Rocket Lab expands business into building satellites after secretly launching its Photon spacecraft
- Small rocket builder Rocket Lab is expanding its business into building spacecraft.
- The company secretly sent its first Photon satellite platform to space with its Electron rocket launch on Monday, the first time Rocket Lab has demonstrated the technology.
- "We're trying to fundamentally shift what it means to be able to do things in orbit and actually build businesses in orbit," Rocket Lab CEO Peter Beck said in a webcast.
Small rocket builder Rocket Lab is expanding its business into building spacecraft that pair with its rockets, with the company's most recent launch quietly featuring its first ever Photon satellite.
"We're trying to fundamentally shift what it means to be able to do things in orbit and actually build businesses in orbit," Rocket Lab CEO Peter Beck said in a webcast on Thursday.
Beck explained that the company's 14th launch on Monday succeeded as planned, with its Electron rocket putting an 100 kilogram Capella Space imaging satellite in orbit. But, while Rocket Lab concluded the livestream of the launch as expected, Beck revealed that the mission hadn't ended then. Rocket Lab issued a command that turned the Electron's "kick stage," a small upper piece of the rocket that places the satellites in orbit, "into our very first satellite," Beck said.
Rocket Lab named the satellite "First Light," as it is the first of the company's "configurable" Photon spacecraft. The company in April 2019 announced plans to develop the Photon line of spacecraft, with the goal of having a new platform for companies and organizations to use to test and operate technologies in space. Previously, anyone looking to launch a sensor – such as for imagery or analytics – would also build or order the spacecraft hardware that would house and power the technology. But Rocket Lab's Photon platform gives a new option that helps reduce the cost and risk involved in building a spacecraft.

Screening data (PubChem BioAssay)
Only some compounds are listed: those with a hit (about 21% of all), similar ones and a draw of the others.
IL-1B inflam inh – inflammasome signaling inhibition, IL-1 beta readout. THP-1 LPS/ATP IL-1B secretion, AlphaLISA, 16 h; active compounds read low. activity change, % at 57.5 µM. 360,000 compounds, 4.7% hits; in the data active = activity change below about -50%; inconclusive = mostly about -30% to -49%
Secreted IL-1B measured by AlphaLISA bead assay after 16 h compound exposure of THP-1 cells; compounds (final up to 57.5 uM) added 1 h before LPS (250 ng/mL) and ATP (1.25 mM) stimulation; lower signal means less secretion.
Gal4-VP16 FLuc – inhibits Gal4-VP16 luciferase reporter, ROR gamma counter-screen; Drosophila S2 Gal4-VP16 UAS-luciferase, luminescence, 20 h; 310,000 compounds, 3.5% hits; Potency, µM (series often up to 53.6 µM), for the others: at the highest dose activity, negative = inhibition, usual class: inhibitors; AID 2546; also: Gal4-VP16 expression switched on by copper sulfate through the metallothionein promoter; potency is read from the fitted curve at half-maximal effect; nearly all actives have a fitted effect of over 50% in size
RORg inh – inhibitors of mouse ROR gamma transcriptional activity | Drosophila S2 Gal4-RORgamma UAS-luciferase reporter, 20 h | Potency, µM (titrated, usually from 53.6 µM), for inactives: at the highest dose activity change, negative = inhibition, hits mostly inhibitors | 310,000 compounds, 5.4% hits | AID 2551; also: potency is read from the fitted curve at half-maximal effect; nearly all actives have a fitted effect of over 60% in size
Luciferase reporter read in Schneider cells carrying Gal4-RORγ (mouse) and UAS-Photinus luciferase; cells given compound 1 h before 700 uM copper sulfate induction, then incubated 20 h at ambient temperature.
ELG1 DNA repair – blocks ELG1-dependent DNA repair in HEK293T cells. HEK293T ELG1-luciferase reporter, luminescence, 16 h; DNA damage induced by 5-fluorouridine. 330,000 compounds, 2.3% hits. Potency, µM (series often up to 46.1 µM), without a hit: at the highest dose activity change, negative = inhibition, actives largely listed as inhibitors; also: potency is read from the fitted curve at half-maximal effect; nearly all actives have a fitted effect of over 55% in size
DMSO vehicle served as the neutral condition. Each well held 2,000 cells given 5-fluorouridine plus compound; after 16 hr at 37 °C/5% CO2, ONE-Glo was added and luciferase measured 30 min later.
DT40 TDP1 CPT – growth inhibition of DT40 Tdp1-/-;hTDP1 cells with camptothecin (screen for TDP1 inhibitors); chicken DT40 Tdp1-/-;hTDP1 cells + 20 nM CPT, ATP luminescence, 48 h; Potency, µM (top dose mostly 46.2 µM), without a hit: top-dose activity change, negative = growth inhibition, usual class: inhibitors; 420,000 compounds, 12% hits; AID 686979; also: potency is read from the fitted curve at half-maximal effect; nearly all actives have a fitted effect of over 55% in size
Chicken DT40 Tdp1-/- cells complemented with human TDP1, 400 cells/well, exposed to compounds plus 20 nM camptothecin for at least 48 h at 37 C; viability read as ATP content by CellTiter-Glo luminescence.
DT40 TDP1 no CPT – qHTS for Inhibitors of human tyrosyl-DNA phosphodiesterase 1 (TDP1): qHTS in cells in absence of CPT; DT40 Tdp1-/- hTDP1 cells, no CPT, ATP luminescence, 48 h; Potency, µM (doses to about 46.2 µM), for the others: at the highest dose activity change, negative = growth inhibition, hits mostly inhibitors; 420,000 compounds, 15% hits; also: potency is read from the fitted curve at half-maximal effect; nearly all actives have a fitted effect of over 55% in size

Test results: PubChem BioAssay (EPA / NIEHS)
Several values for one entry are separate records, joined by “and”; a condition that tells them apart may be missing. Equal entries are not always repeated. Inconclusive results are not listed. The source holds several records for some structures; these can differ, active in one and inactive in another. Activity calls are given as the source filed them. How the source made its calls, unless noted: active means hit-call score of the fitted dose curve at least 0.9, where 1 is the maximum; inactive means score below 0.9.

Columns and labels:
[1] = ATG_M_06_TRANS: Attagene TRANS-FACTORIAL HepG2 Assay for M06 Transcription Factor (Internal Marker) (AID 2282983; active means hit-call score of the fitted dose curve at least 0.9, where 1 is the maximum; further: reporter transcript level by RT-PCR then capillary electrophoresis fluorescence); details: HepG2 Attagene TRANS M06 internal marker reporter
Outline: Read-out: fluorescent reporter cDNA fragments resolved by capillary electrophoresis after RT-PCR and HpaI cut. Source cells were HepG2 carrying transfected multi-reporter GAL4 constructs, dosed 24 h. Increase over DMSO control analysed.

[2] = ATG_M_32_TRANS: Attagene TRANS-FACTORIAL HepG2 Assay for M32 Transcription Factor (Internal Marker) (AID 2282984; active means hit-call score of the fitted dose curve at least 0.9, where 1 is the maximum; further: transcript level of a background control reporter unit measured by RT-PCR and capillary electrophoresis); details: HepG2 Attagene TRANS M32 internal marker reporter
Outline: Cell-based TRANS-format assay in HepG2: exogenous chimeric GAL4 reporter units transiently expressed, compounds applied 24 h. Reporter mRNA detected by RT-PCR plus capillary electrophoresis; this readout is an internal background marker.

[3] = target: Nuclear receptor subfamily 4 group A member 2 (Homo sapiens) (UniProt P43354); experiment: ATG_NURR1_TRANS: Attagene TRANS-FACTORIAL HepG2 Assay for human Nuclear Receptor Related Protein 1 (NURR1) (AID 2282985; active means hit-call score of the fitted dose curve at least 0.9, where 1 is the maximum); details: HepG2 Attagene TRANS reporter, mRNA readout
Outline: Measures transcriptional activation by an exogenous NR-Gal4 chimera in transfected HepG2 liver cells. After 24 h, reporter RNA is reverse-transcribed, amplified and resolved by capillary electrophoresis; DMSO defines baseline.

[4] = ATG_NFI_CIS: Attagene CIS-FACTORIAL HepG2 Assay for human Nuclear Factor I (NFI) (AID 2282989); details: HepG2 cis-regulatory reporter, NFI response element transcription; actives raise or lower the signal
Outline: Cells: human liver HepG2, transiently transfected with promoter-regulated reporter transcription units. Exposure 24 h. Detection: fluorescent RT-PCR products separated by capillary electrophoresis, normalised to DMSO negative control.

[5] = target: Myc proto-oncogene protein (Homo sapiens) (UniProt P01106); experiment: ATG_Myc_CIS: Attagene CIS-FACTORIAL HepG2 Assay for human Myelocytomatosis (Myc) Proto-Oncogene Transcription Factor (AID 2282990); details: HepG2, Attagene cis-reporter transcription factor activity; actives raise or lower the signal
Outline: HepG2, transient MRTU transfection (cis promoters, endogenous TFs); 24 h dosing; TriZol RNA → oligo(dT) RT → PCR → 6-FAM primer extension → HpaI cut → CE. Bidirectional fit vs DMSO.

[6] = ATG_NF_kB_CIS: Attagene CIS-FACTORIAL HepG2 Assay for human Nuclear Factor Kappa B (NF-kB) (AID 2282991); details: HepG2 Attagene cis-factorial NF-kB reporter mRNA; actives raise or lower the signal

"[Photon is] a full end-to-end solution, where customers can just come to us with their idea or their innovation, and we can get them on orbit in a really affordable timeframe and really affordable cost," Beck said. "What we're trying to do here is reduce the time and the effort being spent on having to build a team of experts or build your own satellites."
Rocket Lab's Electron rocket is priced at about $7 million per launch and is capable of lifting as much as 300 kilograms of payload to low Earth orbit. With 13 missions completed, and just one failure in July, Beck said that Rocket Lab's success in the launch business means "access to space really isn't the problem any more." The company in May acquired satellite hardware manufacturer Sinclair Interplanetary, part of Rocket Lab's investing "really heavily" in building its Space Systems division, Beck said. The company declined to quantify how much it has or plans to further invest in the Photon platform, but its newly expanded headquarters in Long Beach, California has facilities for everything from building Electron's rocket engines to integrating satellites with Photon.
The First Light satellite is "a technology demonstrator" for the Photon platform but Beck said it proves "out all the systems and operations and everything we need to take us to the moon and Venus and beyond." Rocket Lab has several more launches set to take place this year and 26 missions booked for 2021, including using Electron and Photon to send a small NASA satellite to the moon's orbit early next year.
"This is the future," Rocket Lab's chief engineer of space systems Ehson Mosleh said on the webcast.
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